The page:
Storage-free Zone

Ismael Ghalimi is either a harbinger of the future or a candidate for the loony bin. With the exception of his operating system and a browser, he has emptied his PC's disk drive of business applications and data. He has no local storage for his work. Zip. Nada. Nichts. No, he isn't hooked to a Citrix server or some back-end mainframe. He put all his information on the World Wide Web. Is he crazy or what?

Crazy like a fox, perhaps.

The CEO of Intalio Inc., an open-source business process management (BPM) software company in Redwood City, Calif., sounds perfectly rational when he discusses what he calls the Office 2.0 project. (You can read about his positive and negative experiences on his blog at He uses a variety of online services, such as, Google's Gmail, Flickr and Zoho, a Microsoft Office-compatible service.

Ghalimi has even discovered that he can bend these online tools to do more than what they were originally designed for. For example, he uses's CRM service as the business database, which he shares with co-workers and partners. And he has complete control over access rights.

He says the Zoho word processor is great, and even its spreadsheet, which is only in its alpha development stage, works well through the browser and is compatible with Microsoft Excel files. He can open an Excel file, make changes through the browser and send it to a colleague who can then open it in Excel and see his changes. He praises Zoho's technology as "really impressive."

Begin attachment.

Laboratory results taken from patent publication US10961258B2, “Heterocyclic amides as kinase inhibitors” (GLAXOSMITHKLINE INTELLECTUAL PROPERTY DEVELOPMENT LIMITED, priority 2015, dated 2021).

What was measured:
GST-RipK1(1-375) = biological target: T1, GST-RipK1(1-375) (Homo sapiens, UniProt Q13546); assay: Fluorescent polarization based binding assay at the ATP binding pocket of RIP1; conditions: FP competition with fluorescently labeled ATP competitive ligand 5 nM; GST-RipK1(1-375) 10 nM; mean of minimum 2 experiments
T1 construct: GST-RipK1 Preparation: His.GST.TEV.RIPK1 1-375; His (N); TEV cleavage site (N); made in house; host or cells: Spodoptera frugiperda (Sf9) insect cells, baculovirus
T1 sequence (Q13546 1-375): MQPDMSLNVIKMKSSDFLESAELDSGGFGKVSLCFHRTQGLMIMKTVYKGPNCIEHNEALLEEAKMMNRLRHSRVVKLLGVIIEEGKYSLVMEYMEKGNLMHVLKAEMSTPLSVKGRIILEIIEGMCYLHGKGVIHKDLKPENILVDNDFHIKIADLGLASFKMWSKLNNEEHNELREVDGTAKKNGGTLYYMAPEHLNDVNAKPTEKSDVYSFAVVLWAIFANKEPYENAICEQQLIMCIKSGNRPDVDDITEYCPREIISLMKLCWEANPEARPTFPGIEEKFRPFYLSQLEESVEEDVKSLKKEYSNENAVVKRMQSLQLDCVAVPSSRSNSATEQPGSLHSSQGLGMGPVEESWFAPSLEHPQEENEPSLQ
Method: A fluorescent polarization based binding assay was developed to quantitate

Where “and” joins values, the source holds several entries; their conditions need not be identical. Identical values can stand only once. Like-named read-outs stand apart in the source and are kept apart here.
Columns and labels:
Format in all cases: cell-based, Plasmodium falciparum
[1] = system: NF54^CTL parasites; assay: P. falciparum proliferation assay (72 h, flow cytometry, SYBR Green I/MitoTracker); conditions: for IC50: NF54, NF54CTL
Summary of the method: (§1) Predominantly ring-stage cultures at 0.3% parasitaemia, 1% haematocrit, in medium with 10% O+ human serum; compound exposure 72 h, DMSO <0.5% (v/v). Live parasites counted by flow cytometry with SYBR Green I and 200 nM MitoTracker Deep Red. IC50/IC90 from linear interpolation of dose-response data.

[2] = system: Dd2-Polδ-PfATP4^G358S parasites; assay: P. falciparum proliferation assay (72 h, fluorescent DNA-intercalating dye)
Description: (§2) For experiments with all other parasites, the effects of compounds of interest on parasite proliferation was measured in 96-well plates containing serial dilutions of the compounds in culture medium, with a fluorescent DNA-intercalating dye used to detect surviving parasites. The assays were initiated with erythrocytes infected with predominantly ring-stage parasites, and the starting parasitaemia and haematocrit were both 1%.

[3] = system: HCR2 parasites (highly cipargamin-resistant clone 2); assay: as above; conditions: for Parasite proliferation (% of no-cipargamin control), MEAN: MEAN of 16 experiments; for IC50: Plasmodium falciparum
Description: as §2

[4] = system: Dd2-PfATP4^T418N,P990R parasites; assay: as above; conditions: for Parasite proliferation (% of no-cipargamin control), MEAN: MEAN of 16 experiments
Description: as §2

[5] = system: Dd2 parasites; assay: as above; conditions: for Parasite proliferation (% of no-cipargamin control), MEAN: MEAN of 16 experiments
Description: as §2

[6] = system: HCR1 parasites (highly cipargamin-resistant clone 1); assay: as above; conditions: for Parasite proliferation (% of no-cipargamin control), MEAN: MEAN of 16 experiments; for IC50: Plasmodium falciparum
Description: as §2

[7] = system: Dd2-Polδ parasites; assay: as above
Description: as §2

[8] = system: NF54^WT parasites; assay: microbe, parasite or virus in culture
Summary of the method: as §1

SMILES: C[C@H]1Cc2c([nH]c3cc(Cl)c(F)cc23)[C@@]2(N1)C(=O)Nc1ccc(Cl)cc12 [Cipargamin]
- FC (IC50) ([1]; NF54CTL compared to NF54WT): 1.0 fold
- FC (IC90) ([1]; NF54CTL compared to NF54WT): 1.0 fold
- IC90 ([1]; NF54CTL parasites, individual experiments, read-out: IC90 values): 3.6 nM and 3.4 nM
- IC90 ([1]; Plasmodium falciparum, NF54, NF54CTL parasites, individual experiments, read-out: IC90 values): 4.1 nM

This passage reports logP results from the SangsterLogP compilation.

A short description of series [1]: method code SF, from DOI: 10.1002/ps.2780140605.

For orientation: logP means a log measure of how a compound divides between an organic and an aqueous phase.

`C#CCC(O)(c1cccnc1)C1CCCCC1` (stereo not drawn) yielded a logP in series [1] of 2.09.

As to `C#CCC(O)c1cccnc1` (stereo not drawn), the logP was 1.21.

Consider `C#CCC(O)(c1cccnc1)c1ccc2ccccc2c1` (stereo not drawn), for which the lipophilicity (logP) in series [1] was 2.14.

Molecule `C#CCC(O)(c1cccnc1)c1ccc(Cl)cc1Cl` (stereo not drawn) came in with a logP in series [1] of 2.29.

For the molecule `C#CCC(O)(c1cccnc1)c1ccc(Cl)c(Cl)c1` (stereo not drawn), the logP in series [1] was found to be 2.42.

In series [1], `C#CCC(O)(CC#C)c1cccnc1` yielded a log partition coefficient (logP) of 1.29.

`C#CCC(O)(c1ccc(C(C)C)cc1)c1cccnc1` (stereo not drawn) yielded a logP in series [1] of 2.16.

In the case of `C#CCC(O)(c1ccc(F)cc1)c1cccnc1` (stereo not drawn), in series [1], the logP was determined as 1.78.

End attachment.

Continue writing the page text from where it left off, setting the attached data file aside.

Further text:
Zoho is based on a rapidly growing set of interactive Web-based applications using a group of online tools collectively called AJAX -- for Asynchronous Java-Script and XML. Ghalimi says AJAX will be the key to making his Office 2.0 project more than just an idiosyncratic effort by technophiles like him.

His stated goal is to be more productive by not using locally stored apps or files. Ghalimi claims that, so far, "it's the most productive way to get my work done."

He doesn't force other Intalio employees to follow his lead. And, ironically, his company doesn't offer its BPM software as a service. Although, he says, "we're looking into it."

There are obvious limitations to Office 2.0. Working while flying on a plane comes to mind. But wireless networks are becoming ubiquitous, even on airplanes, so network access is increasingly less of an issue for Ghalimi.

One drawback, though, does cause him some pain -- online storage and backup. Today, when Ghalimi surpasses the Gmail 2GB storage limit, he has to send files to a Yahoo account to free capacity on his Google mail service. When the Yahoo account fills up, he needs to open another one. He acknowledges that it's a kludgy approach. Although Ghalimi trusts to keep its data center up and running, the information he stores there is critical to his business, so he does back it up to another server -- one he set up at his folks' house. (You see, he's not crazy after all.)

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